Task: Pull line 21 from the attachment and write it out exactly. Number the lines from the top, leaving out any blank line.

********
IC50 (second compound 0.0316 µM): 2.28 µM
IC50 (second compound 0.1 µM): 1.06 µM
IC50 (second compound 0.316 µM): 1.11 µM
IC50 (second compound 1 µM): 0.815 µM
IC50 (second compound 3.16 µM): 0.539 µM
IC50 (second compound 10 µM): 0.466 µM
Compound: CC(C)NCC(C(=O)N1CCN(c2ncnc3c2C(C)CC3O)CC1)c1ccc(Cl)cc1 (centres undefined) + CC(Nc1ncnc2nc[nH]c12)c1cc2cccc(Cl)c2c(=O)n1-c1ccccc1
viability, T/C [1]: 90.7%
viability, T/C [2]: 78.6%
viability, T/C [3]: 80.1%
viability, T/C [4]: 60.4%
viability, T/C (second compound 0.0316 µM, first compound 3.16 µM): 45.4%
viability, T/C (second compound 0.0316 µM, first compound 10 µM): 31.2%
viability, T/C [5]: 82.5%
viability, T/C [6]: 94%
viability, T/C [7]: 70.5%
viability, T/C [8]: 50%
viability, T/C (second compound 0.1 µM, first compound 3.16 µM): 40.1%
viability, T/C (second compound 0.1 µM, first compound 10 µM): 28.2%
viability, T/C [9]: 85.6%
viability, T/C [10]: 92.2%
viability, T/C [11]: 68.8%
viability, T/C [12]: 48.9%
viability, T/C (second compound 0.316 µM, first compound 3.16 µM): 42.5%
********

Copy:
viability, T/C [10]: 92.2%